As in the case of the earlier leaks, the material released this time appears to be mostly financial data.
Fisher & Paykel, a subsidiary of Chinese multinational home appliance maker Haier Group, is based in East Tamaki, New Zealand.
It operates in about 50 countries and has manufacturing operations in Thailand, China, Italy and Mexico, according to Wikipedia.
A screenshot of the Nefilim site on the dark web.
The data on the infected machines is then encrypted and a ransom note issued, with a deadline for payment.
If the victim does not enter into negotiations with the attackers before the deadline expires, then data is released as a means to pressure the victim into submission.
Lately, some ransomware gangs have taken to using distributed denial of service attacks as a further means of applying pressure on their victims.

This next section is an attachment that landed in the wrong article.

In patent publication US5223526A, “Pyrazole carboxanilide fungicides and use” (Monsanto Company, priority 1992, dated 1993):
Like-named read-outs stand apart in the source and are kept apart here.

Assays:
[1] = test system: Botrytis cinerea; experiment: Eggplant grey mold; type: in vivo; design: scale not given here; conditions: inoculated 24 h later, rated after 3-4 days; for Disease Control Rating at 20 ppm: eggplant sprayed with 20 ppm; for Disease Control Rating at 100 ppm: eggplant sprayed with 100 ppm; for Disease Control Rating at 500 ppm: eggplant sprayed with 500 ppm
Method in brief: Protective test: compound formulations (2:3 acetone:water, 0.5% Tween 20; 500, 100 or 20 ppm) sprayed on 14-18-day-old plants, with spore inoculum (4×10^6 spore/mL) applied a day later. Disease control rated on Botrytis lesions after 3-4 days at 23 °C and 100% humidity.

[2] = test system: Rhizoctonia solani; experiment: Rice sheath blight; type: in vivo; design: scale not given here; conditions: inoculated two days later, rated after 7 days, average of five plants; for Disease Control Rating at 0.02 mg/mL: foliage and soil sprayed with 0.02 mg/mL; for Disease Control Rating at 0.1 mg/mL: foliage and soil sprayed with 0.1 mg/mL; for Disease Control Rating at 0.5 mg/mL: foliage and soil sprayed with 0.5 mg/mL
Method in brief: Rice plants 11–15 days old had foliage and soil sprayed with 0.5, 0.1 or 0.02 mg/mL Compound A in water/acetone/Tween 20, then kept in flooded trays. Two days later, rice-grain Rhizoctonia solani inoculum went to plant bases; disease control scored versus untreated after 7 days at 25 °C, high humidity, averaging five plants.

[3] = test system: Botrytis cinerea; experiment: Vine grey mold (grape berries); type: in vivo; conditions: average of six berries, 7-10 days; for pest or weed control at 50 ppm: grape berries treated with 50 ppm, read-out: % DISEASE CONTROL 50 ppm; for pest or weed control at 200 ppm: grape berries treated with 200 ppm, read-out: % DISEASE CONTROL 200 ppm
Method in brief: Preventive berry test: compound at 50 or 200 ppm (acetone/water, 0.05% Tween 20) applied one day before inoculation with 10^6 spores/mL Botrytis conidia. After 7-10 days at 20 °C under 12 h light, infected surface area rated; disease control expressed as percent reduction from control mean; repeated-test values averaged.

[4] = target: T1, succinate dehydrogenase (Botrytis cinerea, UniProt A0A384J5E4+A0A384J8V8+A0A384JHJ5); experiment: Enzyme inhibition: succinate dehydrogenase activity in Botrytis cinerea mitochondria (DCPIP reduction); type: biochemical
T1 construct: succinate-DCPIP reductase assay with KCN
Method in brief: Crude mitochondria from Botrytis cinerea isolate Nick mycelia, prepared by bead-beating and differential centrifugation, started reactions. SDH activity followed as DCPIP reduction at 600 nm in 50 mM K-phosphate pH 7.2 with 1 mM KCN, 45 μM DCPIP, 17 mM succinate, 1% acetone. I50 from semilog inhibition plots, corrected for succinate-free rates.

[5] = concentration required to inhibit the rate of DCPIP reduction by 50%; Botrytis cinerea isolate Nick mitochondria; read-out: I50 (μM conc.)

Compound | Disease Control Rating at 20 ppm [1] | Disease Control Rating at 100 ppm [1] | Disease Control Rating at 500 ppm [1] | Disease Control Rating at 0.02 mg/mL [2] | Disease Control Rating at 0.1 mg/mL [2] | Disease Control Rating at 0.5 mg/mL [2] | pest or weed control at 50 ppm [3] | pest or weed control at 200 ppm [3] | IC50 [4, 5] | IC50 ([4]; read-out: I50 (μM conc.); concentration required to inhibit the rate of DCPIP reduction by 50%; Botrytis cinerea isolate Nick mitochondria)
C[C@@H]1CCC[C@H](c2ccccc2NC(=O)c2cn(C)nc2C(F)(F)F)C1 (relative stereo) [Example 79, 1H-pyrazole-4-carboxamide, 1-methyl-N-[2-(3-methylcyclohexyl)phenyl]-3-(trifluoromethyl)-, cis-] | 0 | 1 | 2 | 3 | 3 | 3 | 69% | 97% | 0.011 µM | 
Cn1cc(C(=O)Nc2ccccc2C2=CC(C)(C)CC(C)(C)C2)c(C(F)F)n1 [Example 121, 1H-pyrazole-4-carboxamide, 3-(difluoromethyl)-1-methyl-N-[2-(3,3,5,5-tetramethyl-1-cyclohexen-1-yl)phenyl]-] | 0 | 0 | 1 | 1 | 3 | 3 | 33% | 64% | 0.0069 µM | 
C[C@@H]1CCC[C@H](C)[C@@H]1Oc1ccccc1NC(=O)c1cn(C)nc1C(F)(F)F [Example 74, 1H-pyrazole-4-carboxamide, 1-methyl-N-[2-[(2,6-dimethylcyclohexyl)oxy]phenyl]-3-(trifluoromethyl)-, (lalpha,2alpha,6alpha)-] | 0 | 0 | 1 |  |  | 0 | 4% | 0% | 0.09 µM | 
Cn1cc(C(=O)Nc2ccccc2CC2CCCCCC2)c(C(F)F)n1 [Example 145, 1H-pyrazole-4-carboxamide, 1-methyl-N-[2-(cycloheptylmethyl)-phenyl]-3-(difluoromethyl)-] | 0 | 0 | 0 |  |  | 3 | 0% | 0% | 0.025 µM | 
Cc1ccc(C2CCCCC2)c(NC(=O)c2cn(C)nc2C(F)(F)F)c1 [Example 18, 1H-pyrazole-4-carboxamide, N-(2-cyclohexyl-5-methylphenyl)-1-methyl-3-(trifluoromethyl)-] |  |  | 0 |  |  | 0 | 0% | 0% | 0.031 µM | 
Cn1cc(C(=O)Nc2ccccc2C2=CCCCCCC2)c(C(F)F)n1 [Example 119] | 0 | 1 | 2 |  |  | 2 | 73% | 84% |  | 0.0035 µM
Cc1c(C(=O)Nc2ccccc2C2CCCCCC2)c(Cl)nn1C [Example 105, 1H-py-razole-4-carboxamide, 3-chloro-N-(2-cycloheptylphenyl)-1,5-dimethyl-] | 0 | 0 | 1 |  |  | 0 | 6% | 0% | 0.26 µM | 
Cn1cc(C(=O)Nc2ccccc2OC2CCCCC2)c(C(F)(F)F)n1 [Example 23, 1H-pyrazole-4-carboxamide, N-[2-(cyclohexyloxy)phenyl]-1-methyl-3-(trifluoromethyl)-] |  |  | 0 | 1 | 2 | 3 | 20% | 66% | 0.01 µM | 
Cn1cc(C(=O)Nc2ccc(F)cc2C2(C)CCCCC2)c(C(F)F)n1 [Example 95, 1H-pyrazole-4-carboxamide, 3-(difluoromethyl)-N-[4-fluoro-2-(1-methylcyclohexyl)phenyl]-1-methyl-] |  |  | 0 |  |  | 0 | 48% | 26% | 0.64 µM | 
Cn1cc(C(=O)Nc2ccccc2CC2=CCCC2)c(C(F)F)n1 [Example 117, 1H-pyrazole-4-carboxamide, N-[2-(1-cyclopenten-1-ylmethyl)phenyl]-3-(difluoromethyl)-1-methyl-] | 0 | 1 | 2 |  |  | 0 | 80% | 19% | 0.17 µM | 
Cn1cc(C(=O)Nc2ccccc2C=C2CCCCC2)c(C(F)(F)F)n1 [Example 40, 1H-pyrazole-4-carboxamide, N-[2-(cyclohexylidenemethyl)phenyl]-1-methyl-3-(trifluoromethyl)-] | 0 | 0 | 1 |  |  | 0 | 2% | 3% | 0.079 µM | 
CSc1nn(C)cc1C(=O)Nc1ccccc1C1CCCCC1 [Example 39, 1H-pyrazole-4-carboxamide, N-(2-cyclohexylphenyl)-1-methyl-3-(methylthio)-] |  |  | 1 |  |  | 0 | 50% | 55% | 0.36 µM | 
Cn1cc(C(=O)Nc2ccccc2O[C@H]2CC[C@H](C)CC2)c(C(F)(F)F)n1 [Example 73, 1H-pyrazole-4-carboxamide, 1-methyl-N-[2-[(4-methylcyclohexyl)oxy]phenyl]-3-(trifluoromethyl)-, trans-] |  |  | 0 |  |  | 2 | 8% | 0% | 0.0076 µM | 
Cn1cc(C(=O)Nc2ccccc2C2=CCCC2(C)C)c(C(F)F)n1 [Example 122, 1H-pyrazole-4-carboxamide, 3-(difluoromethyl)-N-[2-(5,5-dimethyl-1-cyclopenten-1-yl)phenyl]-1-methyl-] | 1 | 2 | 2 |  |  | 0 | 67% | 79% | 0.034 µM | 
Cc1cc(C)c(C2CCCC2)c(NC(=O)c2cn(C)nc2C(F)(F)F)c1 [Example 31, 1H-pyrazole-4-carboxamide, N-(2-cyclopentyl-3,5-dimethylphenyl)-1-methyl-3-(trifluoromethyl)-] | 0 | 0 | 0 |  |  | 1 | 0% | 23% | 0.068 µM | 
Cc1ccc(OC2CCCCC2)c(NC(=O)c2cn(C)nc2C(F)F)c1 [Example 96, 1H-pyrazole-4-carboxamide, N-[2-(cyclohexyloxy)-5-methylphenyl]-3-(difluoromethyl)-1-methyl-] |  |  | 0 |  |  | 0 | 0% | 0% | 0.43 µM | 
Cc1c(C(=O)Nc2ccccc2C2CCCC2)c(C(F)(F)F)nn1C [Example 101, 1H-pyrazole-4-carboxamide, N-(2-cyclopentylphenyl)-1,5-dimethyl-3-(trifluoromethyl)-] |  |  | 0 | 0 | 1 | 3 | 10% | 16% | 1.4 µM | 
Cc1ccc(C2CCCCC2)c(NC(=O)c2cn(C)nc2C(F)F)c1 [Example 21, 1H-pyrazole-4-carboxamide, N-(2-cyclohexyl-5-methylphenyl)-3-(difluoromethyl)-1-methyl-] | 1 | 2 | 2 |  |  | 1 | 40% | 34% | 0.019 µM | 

The company was contacted at those times but did not offer any comment about the incident.
iTWire has contacted Fisher & Paykel for comment this time as well.
This year, Nefilim has been used in an attack on transport and logistics provider Toll Group, German services provider Dussmann Group, Indian pharmaceutical products manufacturer Indoco Remedies and a subsidiary of France's Orange SA, a telecommunications provider, among others.
Contacted for comment, Brett Callow, a ransomware threat researcher with the security firm Emsisoft, that is based in New Zealand, said: "The fact that groups publish data in instalments is likely not to keep pressure on victims in the hope that they'll eventually pay up.
"It's probably more about making the experience as protracted and as painful as possible in order to send a message to future victims.
"Fisher & Paykel is to be commended for its decision not to pay. If more companies took a similar stance, ransomware would be less of a problem."